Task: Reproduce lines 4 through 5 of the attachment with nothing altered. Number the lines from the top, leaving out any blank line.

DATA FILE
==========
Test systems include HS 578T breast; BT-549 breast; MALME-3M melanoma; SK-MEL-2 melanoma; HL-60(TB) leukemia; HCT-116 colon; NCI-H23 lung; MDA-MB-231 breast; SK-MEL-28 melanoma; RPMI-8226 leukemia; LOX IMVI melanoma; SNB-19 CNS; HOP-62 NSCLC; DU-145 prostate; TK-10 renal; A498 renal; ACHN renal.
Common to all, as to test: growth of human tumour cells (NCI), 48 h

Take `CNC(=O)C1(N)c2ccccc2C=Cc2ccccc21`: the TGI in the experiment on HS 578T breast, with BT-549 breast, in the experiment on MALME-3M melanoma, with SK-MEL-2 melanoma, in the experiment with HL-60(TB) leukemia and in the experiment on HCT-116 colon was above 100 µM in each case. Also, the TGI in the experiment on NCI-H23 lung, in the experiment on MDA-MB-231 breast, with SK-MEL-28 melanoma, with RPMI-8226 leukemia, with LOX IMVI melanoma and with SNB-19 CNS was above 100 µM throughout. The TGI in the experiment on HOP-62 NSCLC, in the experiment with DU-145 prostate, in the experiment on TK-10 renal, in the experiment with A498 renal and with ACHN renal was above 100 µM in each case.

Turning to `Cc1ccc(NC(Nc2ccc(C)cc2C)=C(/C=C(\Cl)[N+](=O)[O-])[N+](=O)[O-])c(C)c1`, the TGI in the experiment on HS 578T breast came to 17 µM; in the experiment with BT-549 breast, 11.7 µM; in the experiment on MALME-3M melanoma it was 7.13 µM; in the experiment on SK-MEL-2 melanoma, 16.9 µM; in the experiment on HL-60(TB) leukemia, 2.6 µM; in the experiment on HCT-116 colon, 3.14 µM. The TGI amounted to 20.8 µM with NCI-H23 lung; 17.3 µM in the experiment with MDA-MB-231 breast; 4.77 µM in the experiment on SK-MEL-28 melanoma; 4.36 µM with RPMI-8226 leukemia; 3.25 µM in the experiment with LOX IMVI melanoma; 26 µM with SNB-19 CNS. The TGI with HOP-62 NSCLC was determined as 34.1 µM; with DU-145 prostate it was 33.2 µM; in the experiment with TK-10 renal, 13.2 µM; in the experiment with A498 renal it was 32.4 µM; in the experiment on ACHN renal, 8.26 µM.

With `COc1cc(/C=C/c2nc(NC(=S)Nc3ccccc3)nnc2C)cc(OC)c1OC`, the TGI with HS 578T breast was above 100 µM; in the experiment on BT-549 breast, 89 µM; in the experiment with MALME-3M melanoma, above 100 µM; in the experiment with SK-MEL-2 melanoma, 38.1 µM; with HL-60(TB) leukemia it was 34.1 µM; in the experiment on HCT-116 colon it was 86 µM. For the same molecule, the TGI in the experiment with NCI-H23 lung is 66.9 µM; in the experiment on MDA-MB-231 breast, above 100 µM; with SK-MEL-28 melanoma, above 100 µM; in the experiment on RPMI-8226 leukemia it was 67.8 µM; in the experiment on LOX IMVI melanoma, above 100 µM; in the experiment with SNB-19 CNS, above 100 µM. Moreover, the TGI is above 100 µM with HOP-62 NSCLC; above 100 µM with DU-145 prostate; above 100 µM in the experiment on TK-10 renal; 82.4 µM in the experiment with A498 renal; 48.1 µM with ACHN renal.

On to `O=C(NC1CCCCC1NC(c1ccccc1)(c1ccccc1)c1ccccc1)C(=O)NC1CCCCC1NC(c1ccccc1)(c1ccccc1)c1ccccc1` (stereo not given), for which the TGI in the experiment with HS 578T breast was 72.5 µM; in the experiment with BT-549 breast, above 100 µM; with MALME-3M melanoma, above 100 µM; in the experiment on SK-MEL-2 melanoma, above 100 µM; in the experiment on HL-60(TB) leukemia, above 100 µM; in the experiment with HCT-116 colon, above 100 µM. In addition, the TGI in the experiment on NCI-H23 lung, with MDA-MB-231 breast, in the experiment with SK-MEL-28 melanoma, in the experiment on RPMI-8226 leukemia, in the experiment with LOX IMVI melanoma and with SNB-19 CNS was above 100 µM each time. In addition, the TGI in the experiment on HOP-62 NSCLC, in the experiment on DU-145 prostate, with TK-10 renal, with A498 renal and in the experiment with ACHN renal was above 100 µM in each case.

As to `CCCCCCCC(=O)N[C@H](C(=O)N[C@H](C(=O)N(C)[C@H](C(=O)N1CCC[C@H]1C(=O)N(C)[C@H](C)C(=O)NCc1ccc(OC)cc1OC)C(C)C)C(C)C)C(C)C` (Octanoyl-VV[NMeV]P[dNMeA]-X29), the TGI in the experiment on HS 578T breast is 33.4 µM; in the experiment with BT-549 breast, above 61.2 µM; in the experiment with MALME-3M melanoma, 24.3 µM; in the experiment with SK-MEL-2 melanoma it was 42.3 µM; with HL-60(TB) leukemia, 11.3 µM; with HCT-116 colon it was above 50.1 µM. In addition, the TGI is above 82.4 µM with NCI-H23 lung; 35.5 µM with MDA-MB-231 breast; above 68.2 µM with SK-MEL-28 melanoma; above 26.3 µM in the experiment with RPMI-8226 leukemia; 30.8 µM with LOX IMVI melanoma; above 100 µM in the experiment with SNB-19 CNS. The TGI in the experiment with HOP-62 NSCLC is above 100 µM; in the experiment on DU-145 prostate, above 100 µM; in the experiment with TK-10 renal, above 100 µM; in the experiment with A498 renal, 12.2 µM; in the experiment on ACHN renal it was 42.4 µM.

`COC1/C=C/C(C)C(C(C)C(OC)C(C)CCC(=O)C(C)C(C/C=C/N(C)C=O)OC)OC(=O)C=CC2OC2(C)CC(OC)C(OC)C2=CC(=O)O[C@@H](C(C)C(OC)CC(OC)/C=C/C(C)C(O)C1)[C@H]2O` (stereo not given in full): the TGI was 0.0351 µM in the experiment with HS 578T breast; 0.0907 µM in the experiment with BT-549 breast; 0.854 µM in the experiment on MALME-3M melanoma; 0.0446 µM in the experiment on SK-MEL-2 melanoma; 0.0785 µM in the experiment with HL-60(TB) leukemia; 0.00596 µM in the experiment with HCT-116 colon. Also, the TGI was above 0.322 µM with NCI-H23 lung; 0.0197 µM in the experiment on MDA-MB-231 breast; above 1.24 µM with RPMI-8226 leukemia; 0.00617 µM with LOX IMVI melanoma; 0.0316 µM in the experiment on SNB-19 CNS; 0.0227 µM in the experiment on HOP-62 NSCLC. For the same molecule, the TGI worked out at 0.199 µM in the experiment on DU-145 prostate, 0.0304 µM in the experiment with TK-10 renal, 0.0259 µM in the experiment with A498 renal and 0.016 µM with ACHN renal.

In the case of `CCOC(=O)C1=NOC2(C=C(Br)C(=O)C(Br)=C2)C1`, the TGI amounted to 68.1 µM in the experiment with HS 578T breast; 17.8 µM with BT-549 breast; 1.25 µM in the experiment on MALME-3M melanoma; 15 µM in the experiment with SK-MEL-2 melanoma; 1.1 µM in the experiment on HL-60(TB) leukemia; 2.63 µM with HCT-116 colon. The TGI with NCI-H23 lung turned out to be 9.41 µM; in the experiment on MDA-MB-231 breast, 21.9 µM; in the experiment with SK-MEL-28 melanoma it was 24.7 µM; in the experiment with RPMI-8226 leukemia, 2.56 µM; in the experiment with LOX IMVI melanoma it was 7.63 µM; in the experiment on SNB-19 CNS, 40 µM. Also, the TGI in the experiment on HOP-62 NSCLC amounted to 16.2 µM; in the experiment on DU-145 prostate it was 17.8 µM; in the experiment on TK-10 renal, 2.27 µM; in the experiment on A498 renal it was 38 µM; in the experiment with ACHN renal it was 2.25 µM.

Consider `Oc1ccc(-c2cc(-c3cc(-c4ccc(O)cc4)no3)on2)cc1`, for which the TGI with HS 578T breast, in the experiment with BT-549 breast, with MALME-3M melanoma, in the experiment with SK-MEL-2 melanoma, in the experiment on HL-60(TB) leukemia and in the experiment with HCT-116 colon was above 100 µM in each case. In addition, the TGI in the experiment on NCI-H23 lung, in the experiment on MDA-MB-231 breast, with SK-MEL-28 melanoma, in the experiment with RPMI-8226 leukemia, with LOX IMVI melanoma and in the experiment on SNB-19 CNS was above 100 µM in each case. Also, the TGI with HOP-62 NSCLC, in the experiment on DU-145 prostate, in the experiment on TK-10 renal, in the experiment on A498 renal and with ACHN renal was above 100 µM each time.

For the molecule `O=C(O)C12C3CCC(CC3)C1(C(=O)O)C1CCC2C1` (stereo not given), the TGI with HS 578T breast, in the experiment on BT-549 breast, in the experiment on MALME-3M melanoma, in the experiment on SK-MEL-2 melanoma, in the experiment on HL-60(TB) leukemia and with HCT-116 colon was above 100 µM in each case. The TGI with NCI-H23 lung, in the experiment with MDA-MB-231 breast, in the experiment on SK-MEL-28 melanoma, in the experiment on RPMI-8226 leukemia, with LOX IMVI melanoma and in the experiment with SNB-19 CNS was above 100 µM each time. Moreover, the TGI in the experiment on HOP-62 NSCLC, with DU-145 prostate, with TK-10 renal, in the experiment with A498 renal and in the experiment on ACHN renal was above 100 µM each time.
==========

Turning to `Cc1ccc(NC(Nc2ccc(C)cc2C)=C(/C=C(\Cl)[N+](=O)[O-])[N+](=O)[O-])c(C)c1`, the TGI in the experiment on HS 578T breast came to 17 µM; in the experiment with BT-549 breast, 11.7 µM; in the experiment on MALME-3M melanoma it was 7.13 µM; in the experiment on SK-MEL-2 melanoma, 16.9 µM; in the experiment on HL-60(TB) leukemia, 2.6 µM; in the experiment on HCT-116 colon, 3.14 µM. The TGI amounted to 20.8 µM with NCI-H23 lung; 17.3 µM in the experiment with MDA-MB-231 breast; 4.77 µM in the experiment on SK-MEL-28 melanoma; 4.36 µM with RPMI-8226 leukemia; 3.25 µM in the experiment with LOX IMVI melanoma; 26 µM with SNB-19 CNS. The TGI with HOP-62 NSCLC was determined as 34.1 µM; with DU-145 prostate it was 33.2 µM; in the experiment with TK-10 renal, 13.2 µM; in the experiment with A498 renal it was 32.4 µM; in the experiment on ACHN renal, 8.26 µM.

With `COc1cc(/C=C/c2nc(NC(=S)Nc3ccccc3)nnc2C)cc(OC)c1OC`, the TGI with HS 578T breast was above 100 µM; in the experiment on BT-549 breast, 89 µM; in the experiment with MALME-3M melanoma, above 100 µM; in the experiment with SK-MEL-2 melanoma, 38.1 µM; with HL-60(TB) leukemia it was 34.1 µM; in the experiment on HCT-116 colon it was 86 µM. For the same molecule, the TGI in the experiment with NCI-H23 lung is 66.9 µM; in the experiment on MDA-MB-231 breast, above 100 µM; with SK-MEL-28 melanoma, above 100 µM; in the experiment on RPMI-8226 leukemia it was 67.8 µM; in the experiment on LOX IMVI melanoma, above 100 µM; in the experiment with SNB-19 CNS, above 100 µM. Moreover, the TGI is above 100 µM with HOP-62 NSCLC; above 100 µM with DU-145 prostate; above 100 µM in the experiment on TK-10 renal; 82.4 µM in the experiment with A498 renal; 48.1 µM with ACHN renal.